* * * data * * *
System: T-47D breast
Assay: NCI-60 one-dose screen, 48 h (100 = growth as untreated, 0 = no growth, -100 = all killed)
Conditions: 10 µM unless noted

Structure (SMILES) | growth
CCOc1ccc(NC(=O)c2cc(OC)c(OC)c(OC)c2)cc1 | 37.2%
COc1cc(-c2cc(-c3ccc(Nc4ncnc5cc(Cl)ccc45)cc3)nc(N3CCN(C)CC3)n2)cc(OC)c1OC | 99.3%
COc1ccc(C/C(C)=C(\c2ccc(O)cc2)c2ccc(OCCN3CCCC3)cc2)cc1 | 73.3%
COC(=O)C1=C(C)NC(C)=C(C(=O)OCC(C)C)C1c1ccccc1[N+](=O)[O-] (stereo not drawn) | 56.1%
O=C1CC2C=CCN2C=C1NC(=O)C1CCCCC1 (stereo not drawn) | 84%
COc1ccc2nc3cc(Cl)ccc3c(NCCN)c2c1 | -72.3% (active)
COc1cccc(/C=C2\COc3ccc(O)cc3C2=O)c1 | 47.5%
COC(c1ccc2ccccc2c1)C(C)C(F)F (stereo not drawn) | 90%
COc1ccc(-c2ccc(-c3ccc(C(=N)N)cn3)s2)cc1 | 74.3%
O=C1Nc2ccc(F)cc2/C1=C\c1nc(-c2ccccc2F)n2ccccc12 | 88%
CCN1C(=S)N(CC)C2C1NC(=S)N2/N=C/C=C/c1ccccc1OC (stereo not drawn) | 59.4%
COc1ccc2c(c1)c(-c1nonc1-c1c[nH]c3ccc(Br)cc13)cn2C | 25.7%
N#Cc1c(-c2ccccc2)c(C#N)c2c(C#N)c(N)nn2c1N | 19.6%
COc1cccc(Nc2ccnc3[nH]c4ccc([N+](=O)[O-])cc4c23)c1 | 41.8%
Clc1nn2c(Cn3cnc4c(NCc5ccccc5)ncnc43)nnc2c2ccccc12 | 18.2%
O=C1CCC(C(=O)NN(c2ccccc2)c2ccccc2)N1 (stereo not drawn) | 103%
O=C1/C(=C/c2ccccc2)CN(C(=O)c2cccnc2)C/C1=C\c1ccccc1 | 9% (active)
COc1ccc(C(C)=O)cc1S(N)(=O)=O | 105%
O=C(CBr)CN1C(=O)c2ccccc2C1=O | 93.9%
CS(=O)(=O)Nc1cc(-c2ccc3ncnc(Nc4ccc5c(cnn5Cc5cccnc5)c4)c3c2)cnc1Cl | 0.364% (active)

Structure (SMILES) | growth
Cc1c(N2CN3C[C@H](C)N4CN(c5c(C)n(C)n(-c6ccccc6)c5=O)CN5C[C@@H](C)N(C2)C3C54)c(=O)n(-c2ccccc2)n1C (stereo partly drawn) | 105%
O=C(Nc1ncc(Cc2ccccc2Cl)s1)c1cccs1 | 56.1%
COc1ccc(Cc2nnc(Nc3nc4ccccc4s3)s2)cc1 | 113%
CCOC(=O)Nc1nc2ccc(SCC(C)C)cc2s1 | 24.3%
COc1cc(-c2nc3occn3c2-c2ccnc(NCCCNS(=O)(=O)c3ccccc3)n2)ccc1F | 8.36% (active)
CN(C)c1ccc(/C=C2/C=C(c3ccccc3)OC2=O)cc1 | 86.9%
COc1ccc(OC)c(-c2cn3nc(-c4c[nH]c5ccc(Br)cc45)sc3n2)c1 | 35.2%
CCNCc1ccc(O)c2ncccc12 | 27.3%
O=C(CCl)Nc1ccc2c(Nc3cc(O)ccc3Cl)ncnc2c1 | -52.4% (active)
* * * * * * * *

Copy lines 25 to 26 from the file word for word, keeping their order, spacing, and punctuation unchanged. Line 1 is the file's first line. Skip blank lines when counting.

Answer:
Structure (SMILES) | growth
Cc1c(N2CN3C[C@H](C)N4CN(c5c(C)n(C)n(-c6ccccc6)c5=O)CN5C[C@@H](C)N(C2)C3C54)c(=O)n(-c2ccccc2)n1C (stereo partly drawn) | 105%